2009 Legislature theme? Me first — at 38 percent


POSTED: Monday, June 15, 2009

At any gathering serving food or refreshments, I was raised to make sure that seniors and disabled were served first. Guests and families with young children went next and then everyone else. But I had to be last or near last in line. I also had to make sure everyone got “;firsts”; before even thinking about getting “;seconds.”; This harsh economic time reminds me of that life lesson.

This economy is forcing many of us to worry about making sure our families can put “;firsts”; on the kitchen table, let alone thinking of “;seconds.”; Many of us know friends, family and neighbors who have lost their jobs or had their hours cut back. Making ends meet never looked so hard.

Now comes the news that state employees face three-day furloughs. We see the spectacle of finger-pointing by union bosses and legislators at the governor, as if that meant something. If I were a state employee, forced by law to pay union dues, I would demand more from the union bosses, who collect fat six-figure incomes, to do something more than name-calling. It is ironic that union bosses supported and endorsed the very same legislators that made sure they got their raise, but somehow left union members holding an empty bag.

Since January of 2009, legislators have been collecting a 36 percent pay raise. In July 2009, that raise will be reduced by 5 percent. With the highest unemployment figures in decades, hours being cut, bankruptcies and foreclosures at all-time highs and record low tax collections, legislators put themselves at the front of the line and took firsts, seconds and thirds, before any of us were able to find the line.

Put into perspective, state employees who work every day of the year are facing a 14 percent pay cut through furloughs. Legislators who work only 60 days a year gave themselves three times more in raises. The sheer greed, insensitivity and lack of leadership is stunning.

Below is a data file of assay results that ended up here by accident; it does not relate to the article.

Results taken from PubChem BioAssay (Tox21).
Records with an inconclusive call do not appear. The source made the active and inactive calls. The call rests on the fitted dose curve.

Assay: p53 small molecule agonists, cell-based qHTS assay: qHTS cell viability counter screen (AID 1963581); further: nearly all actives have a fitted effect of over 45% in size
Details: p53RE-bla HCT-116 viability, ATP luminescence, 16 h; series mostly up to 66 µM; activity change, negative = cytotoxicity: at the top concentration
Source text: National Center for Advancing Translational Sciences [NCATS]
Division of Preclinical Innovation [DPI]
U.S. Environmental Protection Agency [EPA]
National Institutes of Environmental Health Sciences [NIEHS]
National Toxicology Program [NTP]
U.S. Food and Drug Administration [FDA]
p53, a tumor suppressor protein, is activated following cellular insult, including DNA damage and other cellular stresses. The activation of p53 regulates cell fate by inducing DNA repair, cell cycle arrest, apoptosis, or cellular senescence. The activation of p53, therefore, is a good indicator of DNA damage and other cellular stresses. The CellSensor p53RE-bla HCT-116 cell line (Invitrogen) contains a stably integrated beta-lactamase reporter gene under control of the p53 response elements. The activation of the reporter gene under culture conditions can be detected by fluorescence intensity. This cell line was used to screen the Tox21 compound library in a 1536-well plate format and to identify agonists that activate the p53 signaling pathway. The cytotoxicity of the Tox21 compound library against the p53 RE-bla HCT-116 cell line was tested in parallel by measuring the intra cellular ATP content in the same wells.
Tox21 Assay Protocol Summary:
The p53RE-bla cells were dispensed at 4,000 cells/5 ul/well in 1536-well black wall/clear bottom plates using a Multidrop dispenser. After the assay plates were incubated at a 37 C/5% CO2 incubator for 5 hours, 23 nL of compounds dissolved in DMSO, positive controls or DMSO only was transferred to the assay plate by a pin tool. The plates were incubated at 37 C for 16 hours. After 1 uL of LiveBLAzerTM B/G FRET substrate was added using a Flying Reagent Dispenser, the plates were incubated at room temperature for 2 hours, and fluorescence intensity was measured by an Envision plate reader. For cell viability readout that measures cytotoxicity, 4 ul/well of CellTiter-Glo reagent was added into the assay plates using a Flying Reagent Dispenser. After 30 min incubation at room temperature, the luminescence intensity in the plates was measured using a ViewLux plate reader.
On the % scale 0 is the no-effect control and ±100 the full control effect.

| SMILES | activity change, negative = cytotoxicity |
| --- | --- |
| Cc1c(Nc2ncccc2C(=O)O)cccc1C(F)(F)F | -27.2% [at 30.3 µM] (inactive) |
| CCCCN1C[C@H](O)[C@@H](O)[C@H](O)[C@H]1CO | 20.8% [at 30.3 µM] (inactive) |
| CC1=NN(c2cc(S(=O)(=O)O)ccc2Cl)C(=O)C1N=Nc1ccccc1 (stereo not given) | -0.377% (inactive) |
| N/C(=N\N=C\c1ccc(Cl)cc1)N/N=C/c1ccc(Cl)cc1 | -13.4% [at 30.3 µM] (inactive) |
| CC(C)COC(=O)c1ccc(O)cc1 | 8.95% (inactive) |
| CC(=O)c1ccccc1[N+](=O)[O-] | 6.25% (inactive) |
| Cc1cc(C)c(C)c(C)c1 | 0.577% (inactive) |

I know legislators who will read this and insist that the law forced them to take the 36 percent raise. To quote my teenage daughter, “;Yeah ... right.”; The truth is that the Legislature changed the state Constitution so a “;salary commission”; made up of people they appoint determines how much legislators should be paid. Conveniently, when legislators wrote the law, the condition of the economy was not a factor the salary commission gets to consider. So the sky is the limit in terms of future raises.

Before the change, legislators got raises the old-fashioned way. They had to ask for a raise. They introduced a bill to get a raise, the public got to voice our opinion and democracy worked. More often than not, legislators voted down raises or voted for modest raises. Now, all they have to do to get a raise is to simply blink their eyes and take another breath. The raise just gets shoved in their pocket and down our throats. What's even funnier is that they actually have to pass a law not to take their raise or take less.

If you are concerned or outraged by the greed and insensitivity of our legislators, it's time to make your voice heard. The next legislator you see at the airport, in the store or especially if he or she is running for reelection or higher office, greet that legislator with, “;How's the 36 percent?”; or “;Dude, where's my 36 percent raise?”; or even “;36 percent?!”;

Go up to them, e-mail, fax, call their office, send a letter and gently remind them that they need to make sure other people get served first before filling their plate. We need to remind legislators that they serve the public, not themselves. Because anyone who thinks they deserve a 36 percent raise in this economy isn't thinking about us. Let's tell them that we care about our seniors, disabled, families and friends. Thirty-six percent?!


Ted Hong is an employment attorney in Hilo who served as chief labor negotiator in Gov. Linda Lingle's administration, and was a UH regent and former state Senate candidate.